Netanyahu and Lieberman at Saban Forum 2016 Photos YouTube screenshots Brookings Inst and Eagle Consulting channels LOGOIn the 21st century, when threats develop over a period of years, the challenge is to keep the world from yawning. Speaking at the Saban Forum over the weekend, Israel's Prime Minister and Defense Minister emphasized ongoing threats to peace from Iran and the Palestinian Authority.


Prime Minister Benjamin Netanyahu says he looks forward to speaking with President-elect Donald Trump about the "bad nuclear deal" with Iran. "Israel is committed to preventing Iran from acquiring nuclear weapons. That has not changed and will not change."

He made the comments Sunday. Featured via satellite at the 13th Annual Saban Forum at the Brookings Institution in Washington DC, Netanyahu said he opposed the Iran nuclear deal because "it doesn't prevent Iran from getting nukes, it paves the way for Iran to get nuclear weapons."

And, he added, "the Iranians are developing intercontinental ballistic missiles. And for those who forget, Israel and Iran are in the same continent; we're in the same neighborhood. They're not developing these ICMs for us, they're developing it for you, for America."

Netanyahu also lauded US-Israel ties and said that "as an Israeli, I can say that we have no better friend than the United States of America. [At the same time], as someone who is in the region I can say that America has no better friend than Israel. Actually, not only in the Middle East, but in the world. So strengthening Israel in the Middle East is strengthening American interests and values in the Middle East.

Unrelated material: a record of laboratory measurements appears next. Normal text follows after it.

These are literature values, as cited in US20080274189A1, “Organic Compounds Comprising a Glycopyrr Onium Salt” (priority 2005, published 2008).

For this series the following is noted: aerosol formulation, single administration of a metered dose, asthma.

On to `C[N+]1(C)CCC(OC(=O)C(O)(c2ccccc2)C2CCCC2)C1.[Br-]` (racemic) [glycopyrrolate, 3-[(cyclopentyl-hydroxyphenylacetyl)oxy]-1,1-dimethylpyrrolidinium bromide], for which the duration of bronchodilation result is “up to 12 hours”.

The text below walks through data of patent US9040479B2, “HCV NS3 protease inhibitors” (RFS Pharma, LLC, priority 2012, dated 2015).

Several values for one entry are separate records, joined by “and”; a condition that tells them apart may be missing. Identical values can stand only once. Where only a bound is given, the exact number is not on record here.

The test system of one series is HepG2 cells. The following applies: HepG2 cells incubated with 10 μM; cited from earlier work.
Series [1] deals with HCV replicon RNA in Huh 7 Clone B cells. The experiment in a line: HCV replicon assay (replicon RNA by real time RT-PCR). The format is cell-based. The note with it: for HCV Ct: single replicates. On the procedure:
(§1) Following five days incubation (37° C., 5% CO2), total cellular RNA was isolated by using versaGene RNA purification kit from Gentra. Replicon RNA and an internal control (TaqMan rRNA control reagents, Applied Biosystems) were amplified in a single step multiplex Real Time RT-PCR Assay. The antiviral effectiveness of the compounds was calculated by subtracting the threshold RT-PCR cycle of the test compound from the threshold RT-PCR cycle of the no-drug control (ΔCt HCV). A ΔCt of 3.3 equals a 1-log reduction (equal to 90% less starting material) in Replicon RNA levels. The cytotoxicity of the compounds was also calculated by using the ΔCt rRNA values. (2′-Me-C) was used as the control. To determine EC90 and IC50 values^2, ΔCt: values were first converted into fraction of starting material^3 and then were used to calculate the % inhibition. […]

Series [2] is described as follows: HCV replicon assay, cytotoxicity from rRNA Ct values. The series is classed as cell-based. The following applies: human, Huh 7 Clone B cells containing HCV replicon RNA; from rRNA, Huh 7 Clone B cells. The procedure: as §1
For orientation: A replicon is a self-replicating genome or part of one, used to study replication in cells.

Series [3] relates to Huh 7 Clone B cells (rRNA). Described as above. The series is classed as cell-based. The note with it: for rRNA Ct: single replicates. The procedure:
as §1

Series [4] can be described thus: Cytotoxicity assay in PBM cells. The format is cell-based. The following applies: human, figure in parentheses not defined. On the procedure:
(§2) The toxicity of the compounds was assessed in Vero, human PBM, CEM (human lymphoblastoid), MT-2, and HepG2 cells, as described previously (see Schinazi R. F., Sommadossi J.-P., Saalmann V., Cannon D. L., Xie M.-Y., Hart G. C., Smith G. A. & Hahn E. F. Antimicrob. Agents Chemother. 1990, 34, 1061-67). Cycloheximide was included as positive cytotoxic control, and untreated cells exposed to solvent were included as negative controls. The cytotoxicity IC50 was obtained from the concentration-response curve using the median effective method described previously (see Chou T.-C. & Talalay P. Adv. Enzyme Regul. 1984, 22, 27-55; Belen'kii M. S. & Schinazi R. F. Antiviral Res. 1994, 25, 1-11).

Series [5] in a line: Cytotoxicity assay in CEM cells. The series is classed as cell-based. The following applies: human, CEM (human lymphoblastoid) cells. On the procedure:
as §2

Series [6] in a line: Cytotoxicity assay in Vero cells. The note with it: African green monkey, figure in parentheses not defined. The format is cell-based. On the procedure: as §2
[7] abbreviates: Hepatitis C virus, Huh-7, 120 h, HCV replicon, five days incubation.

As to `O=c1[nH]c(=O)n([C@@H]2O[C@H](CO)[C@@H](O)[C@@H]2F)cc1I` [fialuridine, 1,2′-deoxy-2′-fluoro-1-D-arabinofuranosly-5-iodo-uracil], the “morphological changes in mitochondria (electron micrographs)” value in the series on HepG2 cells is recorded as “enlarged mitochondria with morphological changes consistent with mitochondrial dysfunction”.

"I look forward to discussing with the new administration how we can continue to work together to strengthen Israel and confront the common threats that face both of us, and also seize common opportunities that have developed because of these common threats," he added.

Haim Saban, an Egyptian-born Israeli-American billionaire, is the funder and founder of the Saban Center for Middle East Policy which sponsors the forum.

Saban asked Netanyahu if his 2009 remarks, in which he voiced support for a demilitarized Palestinian state that recognizes Israel still hold true.

Netanyahu replied, "I haven't changed, it's there. I believe in coexistence and mutual respect. The problem we have and the core of the conflict we have is that the Palestinians persist in refusing to recognize a Jewish state [with] in any boundary.

"The Palestinians are trying to go to the UN in a vain effort to try to impose a solution. And I believe that this will push peace further away. Now you'll remember that in 2011 President Obama vetoed a UN Security Council resolution on settlements and he said at the UN that peace cannot be imposed through statements at the UN This was the right policy then, and it's the right policy today."

On Saturday, Israel's Defense Minister Avigdor Lieberman attended the Saban Forum. When asked by interviewer Jake Tapper about the Israel-Palestinian peace process, he replied simply, "No peace and no process."

Lieberman pointed to Palestinian Authority President Mahmoud Abbas's recent remarks at the Seventh Fatah Congress in Ramallah, which Lieberman said were "very clear."

Abbas "will never give up the idea of refugees, and, of course, he will never recognize the right of Israel to exist as a Jewish state."

Lieberman explained that "with those two preconditions, you know, we really don’t have anything to discuss with the Palestinians. The right of return for the Palestinian refugees, [would be] the end of the Zionist ideals, the Zionist state; and [yet, Abbas] insisted that he would never recognize Israel as a Jewish nation-state. What exactly will be the issue to discuss?"


This is a lightly edited version of the original article published by Israel Hayom at

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